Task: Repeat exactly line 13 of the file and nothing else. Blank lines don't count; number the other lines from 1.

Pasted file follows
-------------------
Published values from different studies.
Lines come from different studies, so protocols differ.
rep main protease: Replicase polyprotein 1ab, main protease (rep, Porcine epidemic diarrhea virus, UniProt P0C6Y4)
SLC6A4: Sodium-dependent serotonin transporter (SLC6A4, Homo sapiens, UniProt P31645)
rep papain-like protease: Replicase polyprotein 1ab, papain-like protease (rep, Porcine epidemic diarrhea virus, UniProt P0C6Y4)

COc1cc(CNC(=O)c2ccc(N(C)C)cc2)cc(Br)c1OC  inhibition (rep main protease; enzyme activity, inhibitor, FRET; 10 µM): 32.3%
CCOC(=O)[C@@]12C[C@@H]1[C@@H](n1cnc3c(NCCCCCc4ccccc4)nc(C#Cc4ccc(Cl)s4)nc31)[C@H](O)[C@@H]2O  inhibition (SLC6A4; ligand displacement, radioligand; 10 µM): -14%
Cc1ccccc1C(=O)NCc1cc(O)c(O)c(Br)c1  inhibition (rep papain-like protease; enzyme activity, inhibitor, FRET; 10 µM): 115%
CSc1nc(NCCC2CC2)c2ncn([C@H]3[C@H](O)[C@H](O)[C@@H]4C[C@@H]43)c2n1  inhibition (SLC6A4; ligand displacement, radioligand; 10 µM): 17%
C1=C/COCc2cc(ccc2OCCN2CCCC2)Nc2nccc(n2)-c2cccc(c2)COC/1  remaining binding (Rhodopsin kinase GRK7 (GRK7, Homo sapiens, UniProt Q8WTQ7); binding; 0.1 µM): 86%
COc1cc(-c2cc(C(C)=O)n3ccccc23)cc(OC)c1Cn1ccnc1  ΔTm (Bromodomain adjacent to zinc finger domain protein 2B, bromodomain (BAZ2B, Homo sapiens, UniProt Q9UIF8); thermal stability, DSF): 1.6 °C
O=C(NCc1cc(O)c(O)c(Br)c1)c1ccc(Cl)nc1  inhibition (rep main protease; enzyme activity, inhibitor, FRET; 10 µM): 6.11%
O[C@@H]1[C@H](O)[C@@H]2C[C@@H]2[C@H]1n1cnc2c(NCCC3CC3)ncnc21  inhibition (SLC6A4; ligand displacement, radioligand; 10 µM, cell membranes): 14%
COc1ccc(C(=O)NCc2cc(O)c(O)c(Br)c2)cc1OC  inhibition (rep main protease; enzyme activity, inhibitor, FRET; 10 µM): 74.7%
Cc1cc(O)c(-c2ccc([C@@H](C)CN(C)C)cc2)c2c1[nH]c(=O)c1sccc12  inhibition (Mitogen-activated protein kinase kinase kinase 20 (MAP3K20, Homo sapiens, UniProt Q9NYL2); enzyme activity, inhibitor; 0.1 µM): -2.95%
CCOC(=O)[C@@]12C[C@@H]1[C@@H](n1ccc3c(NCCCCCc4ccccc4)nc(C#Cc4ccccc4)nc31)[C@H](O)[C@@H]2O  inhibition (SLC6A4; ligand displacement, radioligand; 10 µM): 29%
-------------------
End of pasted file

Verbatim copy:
O[C@@H]1[C@H](O)[C@@H]2C[C@@H]2[C@H]1n1cnc2c(NCCC3CC3)ncnc21  inhibition (SLC6A4; ligand displacement, radioligand; 10 µM, cell membranes): 14%